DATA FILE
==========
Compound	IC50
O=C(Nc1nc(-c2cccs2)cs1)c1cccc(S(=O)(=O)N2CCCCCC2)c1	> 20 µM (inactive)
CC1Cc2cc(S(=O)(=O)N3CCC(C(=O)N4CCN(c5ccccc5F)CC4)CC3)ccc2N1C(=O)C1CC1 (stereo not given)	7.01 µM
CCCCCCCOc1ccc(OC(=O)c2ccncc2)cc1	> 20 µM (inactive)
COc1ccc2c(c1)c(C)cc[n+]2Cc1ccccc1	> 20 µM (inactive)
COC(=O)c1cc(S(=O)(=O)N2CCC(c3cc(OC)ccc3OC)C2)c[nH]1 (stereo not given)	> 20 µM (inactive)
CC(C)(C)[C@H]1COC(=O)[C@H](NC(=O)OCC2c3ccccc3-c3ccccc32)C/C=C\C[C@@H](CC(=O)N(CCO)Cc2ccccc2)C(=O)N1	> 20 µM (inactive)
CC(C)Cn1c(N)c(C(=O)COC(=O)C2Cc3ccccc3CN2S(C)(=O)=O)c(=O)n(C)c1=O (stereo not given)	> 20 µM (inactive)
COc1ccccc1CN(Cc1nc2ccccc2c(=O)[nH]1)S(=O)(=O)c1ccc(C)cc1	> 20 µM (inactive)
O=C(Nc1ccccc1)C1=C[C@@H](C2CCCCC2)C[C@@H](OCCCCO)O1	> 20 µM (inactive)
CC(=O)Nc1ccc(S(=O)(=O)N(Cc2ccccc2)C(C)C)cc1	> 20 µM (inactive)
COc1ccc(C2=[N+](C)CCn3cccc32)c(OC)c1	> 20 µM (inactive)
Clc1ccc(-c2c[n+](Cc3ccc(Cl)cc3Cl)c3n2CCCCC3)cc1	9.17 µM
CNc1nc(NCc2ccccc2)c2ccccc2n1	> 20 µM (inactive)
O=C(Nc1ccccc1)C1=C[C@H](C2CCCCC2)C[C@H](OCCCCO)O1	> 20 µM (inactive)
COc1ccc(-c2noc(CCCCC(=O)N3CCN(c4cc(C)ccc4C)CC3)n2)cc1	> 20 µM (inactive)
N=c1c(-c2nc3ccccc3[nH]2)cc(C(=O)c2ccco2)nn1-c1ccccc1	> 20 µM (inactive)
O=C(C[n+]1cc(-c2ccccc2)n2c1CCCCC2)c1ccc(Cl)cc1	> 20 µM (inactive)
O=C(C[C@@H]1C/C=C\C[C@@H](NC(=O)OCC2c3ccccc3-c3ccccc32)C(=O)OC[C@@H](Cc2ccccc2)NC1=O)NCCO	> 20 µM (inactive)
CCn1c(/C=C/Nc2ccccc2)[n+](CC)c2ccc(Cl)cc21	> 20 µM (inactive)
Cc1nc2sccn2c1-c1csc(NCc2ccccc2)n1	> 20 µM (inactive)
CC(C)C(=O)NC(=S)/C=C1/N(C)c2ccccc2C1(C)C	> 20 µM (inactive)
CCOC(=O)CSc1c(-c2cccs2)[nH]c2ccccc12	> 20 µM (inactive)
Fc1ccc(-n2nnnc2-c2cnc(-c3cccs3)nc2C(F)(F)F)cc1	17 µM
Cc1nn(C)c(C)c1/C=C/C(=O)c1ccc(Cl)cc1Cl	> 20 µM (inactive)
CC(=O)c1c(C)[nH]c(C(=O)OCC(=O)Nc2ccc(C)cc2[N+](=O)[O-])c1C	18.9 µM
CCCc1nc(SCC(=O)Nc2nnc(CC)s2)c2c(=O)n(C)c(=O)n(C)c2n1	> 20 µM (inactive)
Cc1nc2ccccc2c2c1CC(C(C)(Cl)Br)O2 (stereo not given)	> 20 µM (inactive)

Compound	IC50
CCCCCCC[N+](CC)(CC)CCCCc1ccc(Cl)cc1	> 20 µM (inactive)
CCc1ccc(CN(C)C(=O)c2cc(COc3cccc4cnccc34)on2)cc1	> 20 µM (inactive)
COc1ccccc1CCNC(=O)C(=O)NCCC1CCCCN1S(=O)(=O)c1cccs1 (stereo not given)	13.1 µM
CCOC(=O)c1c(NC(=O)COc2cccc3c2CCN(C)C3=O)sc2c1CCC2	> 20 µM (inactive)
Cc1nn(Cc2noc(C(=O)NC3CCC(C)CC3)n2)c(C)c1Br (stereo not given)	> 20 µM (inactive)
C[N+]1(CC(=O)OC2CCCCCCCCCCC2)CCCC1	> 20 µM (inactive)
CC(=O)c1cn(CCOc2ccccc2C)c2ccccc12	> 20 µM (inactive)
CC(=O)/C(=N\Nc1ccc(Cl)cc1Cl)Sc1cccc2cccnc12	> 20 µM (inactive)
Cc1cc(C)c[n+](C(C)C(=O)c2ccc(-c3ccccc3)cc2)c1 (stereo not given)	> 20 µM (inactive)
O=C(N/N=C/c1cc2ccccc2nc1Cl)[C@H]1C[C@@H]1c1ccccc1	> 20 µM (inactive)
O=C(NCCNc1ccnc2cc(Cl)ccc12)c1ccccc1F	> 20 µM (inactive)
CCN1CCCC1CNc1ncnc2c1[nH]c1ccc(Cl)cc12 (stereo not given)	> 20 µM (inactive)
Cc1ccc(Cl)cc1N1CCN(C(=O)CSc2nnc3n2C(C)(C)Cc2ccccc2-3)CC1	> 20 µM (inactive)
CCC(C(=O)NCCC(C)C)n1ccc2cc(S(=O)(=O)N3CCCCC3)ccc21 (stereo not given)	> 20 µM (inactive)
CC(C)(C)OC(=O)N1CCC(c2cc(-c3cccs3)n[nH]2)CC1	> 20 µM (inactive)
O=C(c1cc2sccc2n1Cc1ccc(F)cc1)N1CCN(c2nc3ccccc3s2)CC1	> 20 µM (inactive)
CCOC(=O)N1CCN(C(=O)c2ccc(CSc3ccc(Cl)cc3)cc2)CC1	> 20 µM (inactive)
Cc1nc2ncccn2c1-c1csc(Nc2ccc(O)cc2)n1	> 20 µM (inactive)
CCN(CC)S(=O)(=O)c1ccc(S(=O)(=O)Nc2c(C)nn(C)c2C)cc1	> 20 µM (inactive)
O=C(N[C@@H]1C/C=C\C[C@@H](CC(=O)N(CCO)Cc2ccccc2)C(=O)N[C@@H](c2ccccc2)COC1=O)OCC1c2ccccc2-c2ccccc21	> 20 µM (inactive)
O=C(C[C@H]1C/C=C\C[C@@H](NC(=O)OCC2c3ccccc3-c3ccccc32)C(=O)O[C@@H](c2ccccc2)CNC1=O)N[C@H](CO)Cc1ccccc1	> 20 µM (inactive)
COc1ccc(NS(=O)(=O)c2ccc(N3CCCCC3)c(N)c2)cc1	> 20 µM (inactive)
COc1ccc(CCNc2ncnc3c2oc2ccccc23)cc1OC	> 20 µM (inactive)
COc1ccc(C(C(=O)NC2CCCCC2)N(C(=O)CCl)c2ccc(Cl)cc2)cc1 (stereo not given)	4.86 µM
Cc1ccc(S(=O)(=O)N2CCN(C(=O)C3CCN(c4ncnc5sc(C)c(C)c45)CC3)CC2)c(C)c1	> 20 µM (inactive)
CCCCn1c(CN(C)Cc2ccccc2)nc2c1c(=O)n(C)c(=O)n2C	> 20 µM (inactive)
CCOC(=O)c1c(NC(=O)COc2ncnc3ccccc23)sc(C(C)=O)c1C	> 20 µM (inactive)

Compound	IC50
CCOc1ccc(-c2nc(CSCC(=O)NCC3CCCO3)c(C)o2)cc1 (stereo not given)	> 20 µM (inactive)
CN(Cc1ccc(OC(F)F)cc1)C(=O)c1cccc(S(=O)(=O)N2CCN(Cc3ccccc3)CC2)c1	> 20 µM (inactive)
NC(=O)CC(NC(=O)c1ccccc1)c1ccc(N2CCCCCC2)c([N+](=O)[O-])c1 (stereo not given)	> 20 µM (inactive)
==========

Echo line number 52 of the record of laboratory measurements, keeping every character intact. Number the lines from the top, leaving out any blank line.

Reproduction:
COc1ccc(CCNc2ncnc3c2oc2ccccc23)cc1OC	> 20 µM (inactive)